Banking index, BIX, Daily chart

The TRAN looks like one of the more bearish indexes at the moment and that does not bode well for the broader market. This is the index that made a new high in July (unconfirmed by the DOW) and is now well below its 200-dma. Its pattern would look best with a relatively small bounce over the coming week and then lower into mid August before setting up a larger bounce into the end of the month (and then down hard in September).

Transportation Index, TRAN, Daily chart

The stock and bond markets have been doing their wild thing without the benefit or cause of the dollar, which has bounced off its July 27th low but very correctively and not very strong. The dollar looks like it's going to head lower from here, or maybe from slightly higher around 75. Above 75 and I'd start to look at the dollar a little more bullishly.

U.S. Dollar contract, DX, Daily chart

The financial fears are driving people into the metals and gold has rallied strong in the past month. From the low of $1478 at the end of July 1st gold is now up nearly $200 and getting close to the top of a parallel up-channel for its rally from October 2008, near 1690, which is shown on the weekly chart below. Today's high was 1675.90 and the daily candle is a long-legged doji, a potential reversal candlestick. The wave pattern is not clear enough for a high-confidence count but these channels are often good trading tools. So a rally up to the 1690-1700 area will likely be followed by at least a pullback. Depending on the pattern of the pullback it will then provide some clues as to whether or not we should expect a small or large pullback. Gold bulls are not in trouble until gold is back below 1478 but I would not press long bets from here. One negative for gold at the moment is the fact that gold stocks are not rallying with gold and XAU has been significantly weaker (it bounced back up to its broken 200-dma today but was unable to clear it).

Gold continuous contract, GC, Weekly chart

Silver continues to be much weaker than gold but it too has been attempting to hold up while gold pushes higher. Silver has been bumping up against its broken uptrend line from August 2010, with today's high being the 3rd time it has tested the trend line since July 18th. The new highs are being met with bearish divergence. There is additional upside potential to the 43-44 area (62% retracement of the May decline and the 2nd leg of its bounce off the May low equal to 162% of the 1st leg). Once this leg up is complete I expect a full retracement of the 3-wave bounce off the May low and continue lower after that. A drop below 39 is needed to indicate the top of the bounce is in place.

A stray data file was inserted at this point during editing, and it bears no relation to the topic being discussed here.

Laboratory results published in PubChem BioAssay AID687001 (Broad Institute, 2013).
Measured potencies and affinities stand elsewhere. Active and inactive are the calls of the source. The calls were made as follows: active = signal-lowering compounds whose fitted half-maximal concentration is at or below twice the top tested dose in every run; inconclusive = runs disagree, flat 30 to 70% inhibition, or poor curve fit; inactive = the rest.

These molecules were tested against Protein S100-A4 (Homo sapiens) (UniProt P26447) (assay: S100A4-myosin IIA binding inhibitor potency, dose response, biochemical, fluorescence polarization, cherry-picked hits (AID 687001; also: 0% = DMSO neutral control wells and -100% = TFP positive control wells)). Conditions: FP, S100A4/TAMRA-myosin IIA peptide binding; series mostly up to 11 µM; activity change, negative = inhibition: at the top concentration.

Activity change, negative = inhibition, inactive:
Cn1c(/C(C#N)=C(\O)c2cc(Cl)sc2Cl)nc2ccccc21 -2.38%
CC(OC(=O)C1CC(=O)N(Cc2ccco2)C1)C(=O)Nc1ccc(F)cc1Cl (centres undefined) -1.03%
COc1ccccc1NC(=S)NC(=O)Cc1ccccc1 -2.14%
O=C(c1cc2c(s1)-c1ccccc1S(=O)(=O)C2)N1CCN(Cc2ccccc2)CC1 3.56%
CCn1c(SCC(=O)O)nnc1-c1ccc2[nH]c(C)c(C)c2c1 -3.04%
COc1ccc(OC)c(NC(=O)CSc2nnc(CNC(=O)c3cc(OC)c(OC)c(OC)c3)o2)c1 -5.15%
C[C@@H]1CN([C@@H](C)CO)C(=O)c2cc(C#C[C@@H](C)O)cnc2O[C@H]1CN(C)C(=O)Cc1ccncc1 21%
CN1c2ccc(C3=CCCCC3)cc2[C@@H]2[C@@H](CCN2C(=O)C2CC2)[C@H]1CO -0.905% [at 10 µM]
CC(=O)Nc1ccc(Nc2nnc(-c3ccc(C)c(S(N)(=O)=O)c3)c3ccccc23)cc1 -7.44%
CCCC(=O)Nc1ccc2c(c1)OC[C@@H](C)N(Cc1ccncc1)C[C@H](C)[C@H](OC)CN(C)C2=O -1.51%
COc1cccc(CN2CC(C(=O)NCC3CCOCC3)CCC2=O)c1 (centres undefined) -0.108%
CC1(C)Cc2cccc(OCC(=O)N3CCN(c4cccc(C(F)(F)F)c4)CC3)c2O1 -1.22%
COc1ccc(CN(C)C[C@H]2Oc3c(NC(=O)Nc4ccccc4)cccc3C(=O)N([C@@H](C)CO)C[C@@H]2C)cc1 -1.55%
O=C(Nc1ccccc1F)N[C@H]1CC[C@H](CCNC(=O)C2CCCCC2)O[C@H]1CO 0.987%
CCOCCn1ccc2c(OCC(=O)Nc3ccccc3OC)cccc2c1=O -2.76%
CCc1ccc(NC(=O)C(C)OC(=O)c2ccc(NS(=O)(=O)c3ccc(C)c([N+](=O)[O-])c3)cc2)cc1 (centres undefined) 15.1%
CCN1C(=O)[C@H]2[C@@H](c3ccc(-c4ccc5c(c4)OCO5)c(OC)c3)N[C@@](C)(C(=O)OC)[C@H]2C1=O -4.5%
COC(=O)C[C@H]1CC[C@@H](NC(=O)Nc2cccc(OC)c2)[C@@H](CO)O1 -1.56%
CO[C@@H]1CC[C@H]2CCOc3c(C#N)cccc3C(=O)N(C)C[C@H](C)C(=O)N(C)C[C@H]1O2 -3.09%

Silver continuous contract, SI, Daily chart

There are many who believe the metals will not sell off if the market is declining, especially if due to financial worries (lots of financial Armageddon stories out there). Keep in mind that we heard the same thing in 2007-2008 when we were experiencing financial fiascos. Even high oil was being blamed for the stock market decline and yet oil traded in synch with the stock market, and I expect it to do the same again. In 2008 silver dropped from more than $21 in March 2008 to below $9 in October 2008. Following the initial decline to the April 2008 low it got a 3-wave bounce into July (a little less than 4 months), similar to the current bounce off this year's May low followed by a 3-wave bounce into August (also a little less than 4 months), and then dropped hard. I expect the same pattern to play out this year

Oil's weekly chart below shows it testing the bottom of its parallel up-channel for its bounce off the January 2009 low. The 3-wave bounce achieved two equal legs up at 114.99 on May 2nd (16 cents shy of that level) and should be followed by another leg down for the decline from July 2008. A break below 89.60 would be a confirmed breakdown from its up-channel.

Oil continuous contract, CL, Daily chart

Tomorrow will be a quiet day for economic reports -- only the unemployment claims numbers. Friday's the big day with the non-farm payrolls numbers (+75K expected), the unemployment rate (expected to remain at 9.2%), hourly earnings average work week and then consumer credit, which all reflect on how well, or poorly, our economy is doing. Expect the market to be moved by these reports. If we rally into them I would expect at least a pullback. If we pull back on Thursday but not to new lows I would expect to see a rally on the reports.

Economic reports, summary and Key Trading Levels

Today's decline looks like it did a good job flushing out the weaker stock holders, which leaves the market "dry" (no more sellers). If the bears sense a recovery, such as this morning's spike back up, they'll add to the buying pressure and push the market higher. But I think the bears smell blood now and they're going to be looking at bounces as just another shorting opportunity. The battle may cause a very choppy market into next week. The choppier it is the more bearish it will be. The bulls need to see the market rocket higher from here and really get the bears running scared again. It's happened many times following days like today so it's certainly not a slam dunk for the bears to just short the bounce and watch it decline again.

By the same token, there is now major technical damage to the charts. The bulls are in trouble and they sense it. They too may be looking at bounces as opportunities (missed higher up) to unload inventory. Today's low is an important one so as long as the pullbacks remain above today's lows the bulls have a shot at getting something back. As shown on the SPX charts, particularly the comparison between 2007 and 2011, the market is very vulnerable right now to a downside disconnect. Protect your positions now if long.

Good luck and I'll be back with you next Wednesday.

Key Levels for SPX:
- bullish above 1296
- bearish below 1249 and more bearish below 1220

- bullish above 12,600
- bearish below 11,975

Key Levels for NDX:
- bullish above 2400
- bearish below 2250

Key Levels for RUT:
- bullish above 830
- bearish below 773

Keene H. Little, CMT